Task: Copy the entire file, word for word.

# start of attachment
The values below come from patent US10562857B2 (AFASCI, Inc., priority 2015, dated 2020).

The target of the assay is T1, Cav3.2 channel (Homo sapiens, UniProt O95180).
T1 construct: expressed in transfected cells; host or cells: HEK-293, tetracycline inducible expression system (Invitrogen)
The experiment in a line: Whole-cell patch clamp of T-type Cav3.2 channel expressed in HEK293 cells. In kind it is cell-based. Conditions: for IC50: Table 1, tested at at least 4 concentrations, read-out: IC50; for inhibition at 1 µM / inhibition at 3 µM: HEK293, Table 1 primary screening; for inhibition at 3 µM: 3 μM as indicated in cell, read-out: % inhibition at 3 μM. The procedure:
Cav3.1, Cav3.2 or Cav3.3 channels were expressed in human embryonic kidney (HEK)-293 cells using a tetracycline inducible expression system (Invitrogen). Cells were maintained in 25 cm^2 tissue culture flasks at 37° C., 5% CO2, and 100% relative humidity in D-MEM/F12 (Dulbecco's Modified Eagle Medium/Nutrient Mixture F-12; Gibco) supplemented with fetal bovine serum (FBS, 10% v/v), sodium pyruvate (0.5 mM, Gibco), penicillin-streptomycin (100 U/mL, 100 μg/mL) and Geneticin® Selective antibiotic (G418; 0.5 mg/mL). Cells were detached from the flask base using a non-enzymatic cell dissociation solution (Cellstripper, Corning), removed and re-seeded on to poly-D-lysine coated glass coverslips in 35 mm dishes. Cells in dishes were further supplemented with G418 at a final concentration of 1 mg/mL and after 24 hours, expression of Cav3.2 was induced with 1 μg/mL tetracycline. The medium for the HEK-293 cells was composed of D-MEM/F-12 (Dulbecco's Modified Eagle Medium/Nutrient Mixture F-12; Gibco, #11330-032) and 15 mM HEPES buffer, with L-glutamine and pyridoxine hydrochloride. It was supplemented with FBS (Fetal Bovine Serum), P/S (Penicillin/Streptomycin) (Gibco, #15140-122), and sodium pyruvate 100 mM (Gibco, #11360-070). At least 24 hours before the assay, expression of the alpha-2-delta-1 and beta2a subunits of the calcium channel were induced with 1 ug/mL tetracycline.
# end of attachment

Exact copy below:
The values below come from patent US10562857B2 (AFASCI, Inc., priority 2015, dated 2020).

The target of the assay is T1, Cav3.2 channel (Homo sapiens, UniProt O95180).
T1 construct: expressed in transfected cells; host or cells: HEK-293, tetracycline inducible expression system (Invitrogen)
The experiment in a line: Whole-cell patch clamp of T-type Cav3.2 channel expressed in HEK293 cells. In kind it is cell-based. Conditions: for IC50: Table 1, tested at at least 4 concentrations, read-out: IC50; for inhibition at 1 µM / inhibition at 3 µM: HEK293, Table 1 primary screening; for inhibition at 3 µM: 3 μM as indicated in cell, read-out: % inhibition at 3 μM. The procedure:
Cav3.1, Cav3.2 or Cav3.3 channels were expressed in human embryonic kidney (HEK)-293 cells using a tetracycline inducible expression system (Invitrogen). Cells were maintained in 25 cm^2 tissue culture flasks at 37° C., 5% CO2, and 100% relative humidity in D-MEM/F12 (Dulbecco's Modified Eagle Medium/Nutrient Mixture F-12; Gibco) supplemented with fetal bovine serum (FBS, 10% v/v), sodium pyruvate (0.5 mM, Gibco), penicillin-streptomycin (100 U/mL, 100 μg/mL) and Geneticin® Selective antibiotic (G418; 0.5 mg/mL). Cells were detached from the flask base using a non-enzymatic cell dissociation solution (Cellstripper, Corning), removed and re-seeded on to poly-D-lysine coated glass coverslips in 35 mm dishes. Cells in dishes were further supplemented with G418 at a final concentration of 1 mg/mL and after 24 hours, expression of Cav3.2 was induced with 1 μg/mL tetracycline. The medium for the HEK-293 cells was composed of D-MEM/F-12 (Dulbecco's Modified Eagle Medium/Nutrient Mixture F-12; Gibco, #11330-032) and 15 mM HEPES buffer, with L-glutamine and pyridoxine hydrochloride. It was supplemented with FBS (Fetal Bovine Serum), P/S (Penicillin/Streptomycin) (Gibco, #15140-122), and sodium pyruvate 100 mM (Gibco, #11360-070). At least 24 hours before the assay, expression of the alpha-2-delta-1 and beta2a subunits of the calcium channel were induced with 1 ug/mL tetracycline.